One of the hallmarks of ceremonial magic is the practice of working with spiritual entities—what the ancient Platonists called gods and intelligences, and what modern magicians call archangels and angels. Angels are spiritual beings that are considered to be specific aspects of God, each with a particular purpose and jurisdiction. The word angel comes from the Greek angelos, which is itself a translation of the Hebrew word melakh, meaning “messenger.” They have been described as “messengers of the soul.” The names of many angels end in the suffixes “-el” or “-yah,” which are god-names. Since they are recognized as being in the service of God, it is only natural that working with these divine beings plays a major role in the transformative work of high magic.

The magician always invokes the highest divine names first, and then proceeds to invoke the corresponding archangels and angels, right down the chain of command. Since each card of the tarot is associated with specific divine powers, including archangels and angels, these spiritual beings are called upon to consecrate the cards, transforming them from mere divinatory tools into potent magical talismans designed to attract the powers that they represent.

Many of the tarot angels are known to us only through their astrological attributes and functions, as described in medieval grimoires and more recent magical texts. Other than the most well-known archangels of the elements (Raphael, Gabriel, Michael, and Uriel), few other angels and archangels have been described in graphic detail. This has made it difficult for magicians to visualize what images of these angels might look like. Since visualization plays such an important role in the practice of magic, this has always been a problem.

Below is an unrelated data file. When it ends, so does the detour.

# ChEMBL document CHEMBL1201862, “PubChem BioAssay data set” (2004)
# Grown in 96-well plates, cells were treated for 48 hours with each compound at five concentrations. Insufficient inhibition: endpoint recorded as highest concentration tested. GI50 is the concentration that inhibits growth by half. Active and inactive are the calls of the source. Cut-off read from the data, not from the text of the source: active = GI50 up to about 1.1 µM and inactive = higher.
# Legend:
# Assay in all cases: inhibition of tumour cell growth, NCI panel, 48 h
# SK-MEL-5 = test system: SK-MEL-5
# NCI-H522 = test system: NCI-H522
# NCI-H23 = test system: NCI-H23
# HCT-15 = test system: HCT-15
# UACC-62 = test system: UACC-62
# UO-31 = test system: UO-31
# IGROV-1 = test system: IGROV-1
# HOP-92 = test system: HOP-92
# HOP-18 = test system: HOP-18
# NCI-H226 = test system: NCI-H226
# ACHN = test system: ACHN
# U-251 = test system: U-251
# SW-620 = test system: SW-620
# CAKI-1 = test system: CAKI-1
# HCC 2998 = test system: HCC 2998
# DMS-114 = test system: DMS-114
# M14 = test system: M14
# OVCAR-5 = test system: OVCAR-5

To remedy this, the Hermetic Order of the Golden Dawn developed a practice called telesmatic magic. This system of magic gets its name from the Greek word telesmata, which means “talismans.” A telesmatic image is an image of a deity, archangel or angel that is consciously constructed by the magician. Each Hebrew letter is associated with a set of images, including concepts such as “winged” or “fierce.” The physical image of an angel is built from head to foot based on those associations linked to the specific letters of the angel’s name. Then the complete image of the angel is drawn, painted or simply visualized in the imagination using those esoteric associations.

The creation of a telesmatic image of an archangel or angel that can be visualized makes it possible for the magician to create a personal link or contact point with the angel. Telesmatic images of the tarot angels invoked in ritual will naturally make tarot talismans more potent.

Tarot Talismans was designed to provide readers with a complete system for creating talismans from any favorite deck of tarot cards—from choosing the right card for the right purpose, to creating ritual card spreads aimed at actively manifesting the desired energies, to invoking and working with the tarot angels who rule over the cards. Using this book as a guide, we encourage readers to design their own rituals for creating magical talismans from the cards of the tarot.


Please note that the use of Llewellyn Journal articles
is subject to certain Terms and Conditions